Off to Northern Ireland and Rathlin Island for rock-pooling and shore surveys with the Marine trainees

Rock pooling on Rathlin Island 2016

The highlight of June was a fantastic week in Northern Ireland with our marine trainees, meeting Ulster Wildlife’s Nature Skills trainees and rekindling my interest in our seas.

June was off to a fantastic start with the week in Northern Ireland and then a week on holiday in Morocco, but had a much slower end as I was off work for a while with an exotic stomach bug I brought back with me (lovely). However, I’d been having such a fantastic time that I think I had to pay for it somehow.

Sandwich terns Northern Ireland 2016

Sandwich terns Northern Ireland 2016

The marine trainees, their programme manager Mari-Ann and I took a ferry from Cairnryan to Belfast at the beginning of the month and drove down to where we were staying in the Strangford Lough area. I had never been to Northern Ireland before so I was very taken with the beautiful scenery, and we even managed to coincide with a week of glorious weather which made it even more enjoyable. The first day we weren’t working and spent the day on the beach, swimming in the Irish Sea, rock pooling, walking and barbecuing – it was great!

The following day we met the Ulster trainees and had a tour of Queen’s University’s labs at Strangford Lough which were very interesting and very smelly, and then took a boat trip around the lough and saw the nesting terns and gulls.

On Friday we were to take a ferry across to Rathlin Island where we were helping the Ulster trainees with the maritime festival, and decided to make the most out of the drive to the ferry by stopping off at the Giant’s Causeway. The Giant’s Causeway has now been turned into a sticky web designed to confuse and frustrate tourists into a state of desperation so extreme that throwing money out of their car windows and weeping is the only remaining option, and only after this has happened are you allowed to park. I think this may be why you can now get a bus to the actual causeway itself – so that they can scoop the lifeless bodies on board without having to revive them. Needless to say, by the time we were granted access we had only twenty minutes left in which to walk down to the causeway, take in its beauty and atmosphere under strict guidance from the helpful enjoyment enforcers who are stationed around it, and then sprint back to the car, so that is what we did.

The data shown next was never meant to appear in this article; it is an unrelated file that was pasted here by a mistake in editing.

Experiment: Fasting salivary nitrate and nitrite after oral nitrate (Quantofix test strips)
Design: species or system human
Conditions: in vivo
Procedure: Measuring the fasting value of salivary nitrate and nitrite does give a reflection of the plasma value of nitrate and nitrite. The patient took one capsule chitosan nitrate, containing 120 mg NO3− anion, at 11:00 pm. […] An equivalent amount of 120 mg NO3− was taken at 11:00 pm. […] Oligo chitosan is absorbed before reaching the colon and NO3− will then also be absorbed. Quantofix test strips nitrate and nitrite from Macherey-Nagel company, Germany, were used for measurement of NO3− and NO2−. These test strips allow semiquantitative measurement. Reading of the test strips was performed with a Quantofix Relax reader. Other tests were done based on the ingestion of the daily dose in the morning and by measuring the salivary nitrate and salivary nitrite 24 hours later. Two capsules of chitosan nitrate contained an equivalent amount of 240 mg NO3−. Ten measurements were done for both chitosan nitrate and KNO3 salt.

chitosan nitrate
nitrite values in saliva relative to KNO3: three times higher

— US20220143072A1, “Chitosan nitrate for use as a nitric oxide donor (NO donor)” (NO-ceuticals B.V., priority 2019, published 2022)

Rock pooling on Rathlin Island 2016

Rock pooling on Rathlin Island 2016

After that experience, we boarded the ferry to Rathlin and had a lovely day carrying out a Shore Thing rocky shore survey and helping to set up the stand. I haven’t been rock pooling for a quite a while, and although I couldn’t name most of the species we saw, I found it really enjoyable and it reminded me what I used to love about it. I am definitely going to get out more often with my ID guide now that I’m home and get to know the species again. It also made me really excited for the marine aspect of the ecology course I will be studying at Bangor university from September, and even more excited to live by the sea! We had a raucous evening with the Ulster trainees at the youth hostel on the island and at one point we even played charades – they were all lovely and it was great to have the opportunity to get to know them.

Blue-rayed limpet 2016

Blue-rayed limpet 2016

Saturday was the day of the maritime festival and after finishing setting up the stall we ventured up to the seabird centre run by the RSPB. I have never visited a seabird colony before and was so excited to see such a huge number of birds all nesting in one place. There were guillemots, razorbills, kittiwakes, fulmars and even puffins galore! I was so pleased when the RSPB asked if we could spare a couple of people to help man the viewing platform for a few hours, which meant we got to stay there a bit longer and share our excitement with other visitors. Unfortunately my camera died as soon as we arrived at the centre so I don’t have a single good photo of the colony! Just to finish to the trip off, we had a sighting of a minke whale from the ferry home – my very first whale, and well worth the wait.

The Ulster trainees were fantastic hosts, thank you very much for having us, but also thank you to Mari-Ann and our trainees for letting me tag along on a wonderful trip and allowing me to be an honorary marine trainee for the week – I absolutely loved it!

Kate

About the Author: Kate Cartmel-Done was Apprentice Conservation Officer with Cumbria Wildlife trust from 2014 to September 2016